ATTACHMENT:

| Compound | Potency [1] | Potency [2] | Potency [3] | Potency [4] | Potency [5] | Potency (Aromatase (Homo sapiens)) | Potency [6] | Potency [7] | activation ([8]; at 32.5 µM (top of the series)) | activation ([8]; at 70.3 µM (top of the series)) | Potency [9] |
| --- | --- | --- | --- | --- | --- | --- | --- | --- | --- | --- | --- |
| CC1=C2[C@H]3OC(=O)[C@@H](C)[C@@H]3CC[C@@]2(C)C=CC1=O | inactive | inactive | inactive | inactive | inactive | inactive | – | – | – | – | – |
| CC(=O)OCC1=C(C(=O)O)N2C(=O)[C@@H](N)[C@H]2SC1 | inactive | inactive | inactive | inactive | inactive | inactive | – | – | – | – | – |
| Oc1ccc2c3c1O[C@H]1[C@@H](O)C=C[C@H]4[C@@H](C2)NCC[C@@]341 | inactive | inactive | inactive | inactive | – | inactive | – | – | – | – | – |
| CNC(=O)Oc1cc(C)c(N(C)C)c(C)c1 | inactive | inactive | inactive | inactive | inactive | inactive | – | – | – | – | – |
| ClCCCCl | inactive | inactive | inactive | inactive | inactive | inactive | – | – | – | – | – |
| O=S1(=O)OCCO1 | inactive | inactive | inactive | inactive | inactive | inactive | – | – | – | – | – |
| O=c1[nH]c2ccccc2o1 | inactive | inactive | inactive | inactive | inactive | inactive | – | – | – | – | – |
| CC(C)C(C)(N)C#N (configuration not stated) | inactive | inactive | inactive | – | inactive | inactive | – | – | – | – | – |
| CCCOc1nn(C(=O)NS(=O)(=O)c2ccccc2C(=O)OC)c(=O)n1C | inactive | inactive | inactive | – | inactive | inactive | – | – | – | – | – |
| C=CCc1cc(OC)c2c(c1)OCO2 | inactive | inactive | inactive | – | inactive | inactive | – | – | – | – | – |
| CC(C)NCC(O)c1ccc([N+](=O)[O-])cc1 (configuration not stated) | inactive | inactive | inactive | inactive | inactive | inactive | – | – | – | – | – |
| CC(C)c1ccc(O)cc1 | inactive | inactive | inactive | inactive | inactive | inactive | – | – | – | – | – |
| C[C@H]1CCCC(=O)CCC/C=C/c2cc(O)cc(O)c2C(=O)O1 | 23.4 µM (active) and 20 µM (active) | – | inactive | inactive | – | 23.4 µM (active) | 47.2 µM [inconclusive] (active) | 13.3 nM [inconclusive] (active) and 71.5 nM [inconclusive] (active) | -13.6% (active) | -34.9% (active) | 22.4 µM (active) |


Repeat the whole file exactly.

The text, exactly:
| Compound | Potency [1] | Potency [2] | Potency [3] | Potency [4] | Potency [5] | Potency (Aromatase (Homo sapiens)) | Potency [6] | Potency [7] | activation ([8]; at 32.5 µM (top of the series)) | activation ([8]; at 70.3 µM (top of the series)) | Potency [9] |
| --- | --- | --- | --- | --- | --- | --- | --- | --- | --- | --- | --- |
| CC1=C2[C@H]3OC(=O)[C@@H](C)[C@@H]3CC[C@@]2(C)C=CC1=O | inactive | inactive | inactive | inactive | inactive | inactive | – | – | – | – | – |
| CC(=O)OCC1=C(C(=O)O)N2C(=O)[C@@H](N)[C@H]2SC1 | inactive | inactive | inactive | inactive | inactive | inactive | – | – | – | – | – |
| Oc1ccc2c3c1O[C@H]1[C@@H](O)C=C[C@H]4[C@@H](C2)NCC[C@@]341 | inactive | inactive | inactive | inactive | – | inactive | – | – | – | – | – |
| CNC(=O)Oc1cc(C)c(N(C)C)c(C)c1 | inactive | inactive | inactive | inactive | inactive | inactive | – | – | – | – | – |
| ClCCCCl | inactive | inactive | inactive | inactive | inactive | inactive | – | – | – | – | – |
| O=S1(=O)OCCO1 | inactive | inactive | inactive | inactive | inactive | inactive | – | – | – | – | – |
| O=c1[nH]c2ccccc2o1 | inactive | inactive | inactive | inactive | inactive | inactive | – | – | – | – | – |
| CC(C)C(C)(N)C#N (configuration not stated) | inactive | inactive | inactive | – | inactive | inactive | – | – | – | – | – |
| CCCOc1nn(C(=O)NS(=O)(=O)c2ccccc2C(=O)OC)c(=O)n1C | inactive | inactive | inactive | – | inactive | inactive | – | – | – | – | – |
| C=CCc1cc(OC)c2c(c1)OCO2 | inactive | inactive | inactive | – | inactive | inactive | – | – | – | – | – |
| CC(C)NCC(O)c1ccc([N+](=O)[O-])cc1 (configuration not stated) | inactive | inactive | inactive | inactive | inactive | inactive | – | – | – | – | – |
| CC(C)c1ccc(O)cc1 | inactive | inactive | inactive | inactive | inactive | inactive | – | – | – | – | – |
| C[C@H]1CCCC(=O)CCC/C=C/c2cc(O)cc(O)c2C(=O)O1 | 23.4 µM (active) and 20 µM (active) | – | inactive | inactive | – | 23.4 µM (active) | 47.2 µM [inconclusive] (active) | 13.3 nM [inconclusive] (active) and 71.5 nM [inconclusive] (active) | -13.6% (active) | -34.9% (active) | 22.4 µM (active) |